The entire market has been rallying through earnings season, but some stocks have been faring a lot better than others. Several restaurant stocks soared last week, fueled by encouraging financial results.
Let's take a closer look at four publicly traded casual dining establishments that saw their stocks post double-digit gains last week.
Red Robin Gourmet Burgers (NASDAQ:RRGB) -- Up 24% last week
Things are heating up at Red Robin. The eatery that serves up gourmet burgers and thick steak-cut fries in a casual dining setting soared after posting blowout quarterly revenue. Red Robin's top line wasn't anything to write home about; systemwide sales grew by a little more than 5%, helped by a 0.9% uptick in comparable-restaurant sales. However, Red Robin's profit of $0.50 a share was well ahead of the $0.34 a share it earned a year earlier and the $0.36 a share that analysts were modeling.
Red Robin may seem like an unlikely winner. Gourmet burger joints are popping up everywhere, and the new outfits are embracing the fast casual model where folks order and pay at a counter. It's faster. It's cheaper, too, when you consider the lack of tipping. However, Red Robin is giving fast casual a shot with the Burger Works concept that it's starting to roll out.
Bloomin' Brands (NASDAQ:BLMN) -- Up 15% last week
The parent company of Outback Steakhouse and Carrabba's Italian Grill also moved higher. Bloomin' Brands saw its revenue climb 10% to $1.1 billion. Comps climbed 3.3% across its concepts, but that was largely the result of even stronger gains at Outback, Fleming's, and Bonefish Grill offsetting a 1.2% slide at Carrabba's.
Adjusted earnings clocked in with flat growth at $0.10 a share, but that was actually ahead of the $0.08 a share that Wall Street pros were forecasting. It's the first time in three quarters that Outback didn't disappoint on the bottom line.
Things aren't perfect. It's closing down its nearly three dozen Outback eateries in South Korea. Adjusted earnings also failed to keep up with sales despite improving restaurant-level operating margins. It was still an overall win in the market's eyes, however.
Potbelly (NASDAQ:PBPB) -- Up 11% last week
One of last year's wildest crash and burn IPOs is starting to show new signs of life. The sandwich maker that got its start as an antique store saw its quarterly sales climb 9% to $84.7 million, assisted by a 0.5% increase in comps and brisk expansion. Adjusted earnings declined from $3.2 million a year earlier to $2.8 million this time around.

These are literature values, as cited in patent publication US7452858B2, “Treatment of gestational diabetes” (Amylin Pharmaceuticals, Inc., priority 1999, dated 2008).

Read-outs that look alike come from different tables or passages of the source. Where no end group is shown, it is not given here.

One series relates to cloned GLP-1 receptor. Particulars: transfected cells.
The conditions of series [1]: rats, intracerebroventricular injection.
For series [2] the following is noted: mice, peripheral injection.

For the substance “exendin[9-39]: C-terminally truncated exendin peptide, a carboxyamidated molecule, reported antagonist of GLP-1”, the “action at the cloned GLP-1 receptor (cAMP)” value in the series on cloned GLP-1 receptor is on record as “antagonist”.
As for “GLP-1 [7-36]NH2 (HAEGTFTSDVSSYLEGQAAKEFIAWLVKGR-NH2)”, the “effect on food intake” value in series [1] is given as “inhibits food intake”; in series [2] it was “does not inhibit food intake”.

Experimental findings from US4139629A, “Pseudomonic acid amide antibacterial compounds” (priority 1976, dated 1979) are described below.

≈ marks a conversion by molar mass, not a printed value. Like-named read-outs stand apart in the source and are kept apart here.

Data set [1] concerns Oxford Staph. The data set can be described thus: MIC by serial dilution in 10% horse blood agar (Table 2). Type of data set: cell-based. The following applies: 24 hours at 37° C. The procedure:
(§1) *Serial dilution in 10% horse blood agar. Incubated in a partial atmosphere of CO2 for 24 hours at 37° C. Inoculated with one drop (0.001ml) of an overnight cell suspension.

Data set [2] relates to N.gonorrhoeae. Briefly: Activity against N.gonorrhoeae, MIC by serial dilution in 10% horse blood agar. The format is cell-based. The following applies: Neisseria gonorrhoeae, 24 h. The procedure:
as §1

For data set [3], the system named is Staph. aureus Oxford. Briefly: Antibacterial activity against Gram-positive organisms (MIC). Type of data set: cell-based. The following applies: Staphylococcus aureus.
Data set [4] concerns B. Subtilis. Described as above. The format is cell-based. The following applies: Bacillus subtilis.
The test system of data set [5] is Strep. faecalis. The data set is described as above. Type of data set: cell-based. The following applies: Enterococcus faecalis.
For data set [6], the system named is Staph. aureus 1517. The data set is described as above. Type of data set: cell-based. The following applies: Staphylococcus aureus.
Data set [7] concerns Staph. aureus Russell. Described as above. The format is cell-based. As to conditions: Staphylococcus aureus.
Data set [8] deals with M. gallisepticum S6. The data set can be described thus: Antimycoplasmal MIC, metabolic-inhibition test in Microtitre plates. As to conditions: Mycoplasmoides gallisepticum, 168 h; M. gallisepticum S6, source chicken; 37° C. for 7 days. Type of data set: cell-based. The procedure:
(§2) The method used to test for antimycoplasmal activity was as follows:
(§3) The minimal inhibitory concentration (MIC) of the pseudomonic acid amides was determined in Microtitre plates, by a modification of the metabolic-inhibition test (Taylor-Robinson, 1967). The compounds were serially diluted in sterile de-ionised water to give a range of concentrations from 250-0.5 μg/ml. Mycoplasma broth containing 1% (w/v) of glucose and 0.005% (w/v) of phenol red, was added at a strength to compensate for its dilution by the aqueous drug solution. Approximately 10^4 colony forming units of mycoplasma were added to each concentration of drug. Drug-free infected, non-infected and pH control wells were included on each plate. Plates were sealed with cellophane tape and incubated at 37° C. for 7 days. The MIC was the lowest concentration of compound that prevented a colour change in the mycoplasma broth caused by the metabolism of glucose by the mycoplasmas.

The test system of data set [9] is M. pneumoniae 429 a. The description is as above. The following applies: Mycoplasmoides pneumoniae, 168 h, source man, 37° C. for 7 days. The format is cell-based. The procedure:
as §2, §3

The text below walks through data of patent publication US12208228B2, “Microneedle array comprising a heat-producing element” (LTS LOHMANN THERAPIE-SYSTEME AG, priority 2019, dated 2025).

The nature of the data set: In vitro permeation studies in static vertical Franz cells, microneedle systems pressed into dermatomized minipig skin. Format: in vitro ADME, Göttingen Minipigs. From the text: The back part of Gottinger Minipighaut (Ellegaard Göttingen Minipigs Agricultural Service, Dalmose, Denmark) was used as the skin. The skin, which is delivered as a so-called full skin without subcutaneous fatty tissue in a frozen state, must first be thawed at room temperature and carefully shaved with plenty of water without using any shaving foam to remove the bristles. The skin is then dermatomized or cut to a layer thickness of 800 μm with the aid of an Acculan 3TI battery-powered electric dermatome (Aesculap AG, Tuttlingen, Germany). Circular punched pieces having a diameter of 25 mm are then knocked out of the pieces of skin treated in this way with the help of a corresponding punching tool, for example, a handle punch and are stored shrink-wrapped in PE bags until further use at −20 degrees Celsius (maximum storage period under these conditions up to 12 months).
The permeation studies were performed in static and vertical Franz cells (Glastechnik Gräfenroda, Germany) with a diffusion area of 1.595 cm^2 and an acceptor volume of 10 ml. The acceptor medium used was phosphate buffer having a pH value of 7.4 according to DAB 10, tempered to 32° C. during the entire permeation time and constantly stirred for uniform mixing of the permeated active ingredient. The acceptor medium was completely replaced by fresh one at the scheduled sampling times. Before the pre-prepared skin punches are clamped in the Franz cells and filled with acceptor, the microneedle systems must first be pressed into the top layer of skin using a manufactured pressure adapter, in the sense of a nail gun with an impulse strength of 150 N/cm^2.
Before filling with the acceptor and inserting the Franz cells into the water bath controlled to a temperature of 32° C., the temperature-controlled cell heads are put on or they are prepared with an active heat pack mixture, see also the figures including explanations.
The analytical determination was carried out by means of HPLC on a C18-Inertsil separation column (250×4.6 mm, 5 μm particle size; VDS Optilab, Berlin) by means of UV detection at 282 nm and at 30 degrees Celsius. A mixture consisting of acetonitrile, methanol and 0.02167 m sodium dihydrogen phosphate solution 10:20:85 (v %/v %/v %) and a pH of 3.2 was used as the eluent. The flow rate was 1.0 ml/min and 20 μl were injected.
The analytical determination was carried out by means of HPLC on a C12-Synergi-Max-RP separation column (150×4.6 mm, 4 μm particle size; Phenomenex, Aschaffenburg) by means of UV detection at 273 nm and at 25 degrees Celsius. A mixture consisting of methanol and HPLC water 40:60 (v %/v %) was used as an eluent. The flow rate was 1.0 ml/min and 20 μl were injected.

These may not seem like very impressive metrics, but it's actually Potbelly's first quarter of positive comps this year. Potbelly's adjusted profit of $0.09 a share also exceeded expectations.
Potbelly has had a wild run as a public company. It went public at $14 last year, more than doubling to close above $30 on its first day of trading. It's been mostly downhill since then, bottoming out below $11 this summer, but last week's move pushes it back above its original IPO price.
Texas Roadhouse (NASDAQ:TXRH) -- Up 10% last week
The last of the stand-alone publicly traded casual steakhouses rose after serving up its latest report. Revenue climbed 15% for the chain of 436 roadhouse-themed restaurants, helped by a 5.9% spike in comparable-restaurant sales. Earnings climbed 10% to $18.9 million, or $0.27 a share.
The bad news here is that Texas Roadhouse's profit fell short of analyst estimates. This isn't new. It has happened in three of the past four quarters. However, the market was ultimately encouraged by the top-line beat on healthy comps. It also only helps that items holding the bottom line back -- commodity inflation, a spike in general liability insurance, and a higher tax rate -- are temporary developments.
With comps trending higher throughout the month and clocking in close to 7% for the month of October to kick in the new quarter, Texas Roadhouse lassoed up a big week.
Casual dining isn't dead. Investors just need to know where to set the table.
Rick Munarriz has no position in any stocks mentioned. The Motley Fool recommends Texas Roadhouse. Try any of our Foolish newsletter services free for 30 days. We Fools may not all hold the same opinions, but we all believe that considering a diverse range of insights makes us better investors. The Motley Fool has a disclosure policy.